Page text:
Mr Ali is thought to be a UK national from an Ethiopian background and to have gone to school in Tottenham, north London.  He is still being held in custody at a south London police station. He was known to the police and the security service MI5. It has also been reported that he had claimed that he was approached by MI5 last year. His family home has been subjected to searches by counter-terrorism investigators. It is understood that his arrest followed a tip-off to police from a member of the Muslim community concerned about Mr Ali’s behaviour.

This incident follows closely behind the Westminster terrorist attack of 22nd March which resulted in the death of six people, including police officer PC Keith Palmer and the attack’s perpetrator. It would seem likely that officers moved on Mr Ali over fears that he intended to take similar action.

Woman shot as police foil ‘active terror plot’

The Daily Telegraph reports that a woman shot and injured after police launched an armed raid and foiled an active terror plot has been discharged from hospital and arrested. Armed officers carried out a “specialist entry” into a terraced property in Harlesden Road shortly before 7pm on Thursday night. A further six people were also arrested in connection with the raid, including five at or near the address in north London and one in Kent. Aged between 16 and 43, they were all arrested on suspicion of the commission, preparation and instigation of terrorist acts and taken to a south London police station for questioning. A police spokesperson said the address and people connected to it has been under observation by counter terrorism officers as part of an ongoing “intelligence-led” operation.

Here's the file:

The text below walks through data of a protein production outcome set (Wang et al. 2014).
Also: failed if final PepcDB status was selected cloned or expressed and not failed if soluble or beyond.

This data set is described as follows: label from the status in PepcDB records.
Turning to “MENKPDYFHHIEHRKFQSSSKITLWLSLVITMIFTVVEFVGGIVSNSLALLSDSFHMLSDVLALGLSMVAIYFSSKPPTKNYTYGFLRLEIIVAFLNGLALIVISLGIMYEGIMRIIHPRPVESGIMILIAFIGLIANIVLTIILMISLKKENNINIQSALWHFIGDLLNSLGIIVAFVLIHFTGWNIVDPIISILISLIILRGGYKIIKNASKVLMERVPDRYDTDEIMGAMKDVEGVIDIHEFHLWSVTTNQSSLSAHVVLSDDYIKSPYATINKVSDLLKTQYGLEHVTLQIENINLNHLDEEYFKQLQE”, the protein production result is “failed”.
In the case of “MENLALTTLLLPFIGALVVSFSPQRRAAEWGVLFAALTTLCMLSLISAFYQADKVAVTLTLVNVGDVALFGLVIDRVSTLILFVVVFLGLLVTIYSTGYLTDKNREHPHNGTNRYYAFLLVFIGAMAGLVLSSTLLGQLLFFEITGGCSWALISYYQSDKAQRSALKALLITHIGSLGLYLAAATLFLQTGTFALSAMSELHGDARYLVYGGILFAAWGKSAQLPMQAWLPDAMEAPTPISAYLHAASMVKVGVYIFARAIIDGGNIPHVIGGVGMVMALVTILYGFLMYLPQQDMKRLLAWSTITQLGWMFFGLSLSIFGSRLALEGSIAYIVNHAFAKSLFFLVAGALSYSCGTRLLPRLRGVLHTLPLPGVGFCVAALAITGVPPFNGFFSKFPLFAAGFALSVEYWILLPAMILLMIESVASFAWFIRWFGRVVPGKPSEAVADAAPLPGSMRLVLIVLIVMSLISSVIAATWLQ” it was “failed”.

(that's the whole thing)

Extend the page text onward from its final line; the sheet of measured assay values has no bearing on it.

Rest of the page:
Metropolitan Police Deputy Assistant Commissioner Neil Basu confirmed after the raid that an active terror plot had been foiled. The Independent Police Complaints Commission has been informed of the incident, as is routine with police shootings, along with the Met's Directorate of Professional Standards.

Police receive ‘3,000 terrorism tip-offs in last two months’

The BBC reports that police have received more than 3,000 tip-offs by the public about possible terrorist activity in the last two months. The National Police Chiefs' Council (NPCC) said a significant number of calls had been made after the Westminster attack. It said that despite most of the information being false alarms, some of the calls had resulted in further action.

Speaking at a conference in London, the NPCC's lead for protective security said authorities had also received 300 referrals about extremist material online. Deputy Assistant Commissioner Lucy D'Orsi said: “The increased response from the general public and from professionals whose job it is to keep people safe within crowded places, has been really heartening,” adding “We need to exploit every possible way of keeping people safe and do all we can to keep everyone vigilant.”

Devon student guilty of planting homemade bomb on London tube

The Guardian reports that a student from Devon has been found guilty of planting a homemade bomb filled with ball bearings on the tube, after a jury rejected his claim that it was meant to be a prank. Damon Smith, 20, pleaded guilty to perpetrating a bomb hoax but said he intended the device to work as a smoke bomb to stop the train “for a bit of fun.”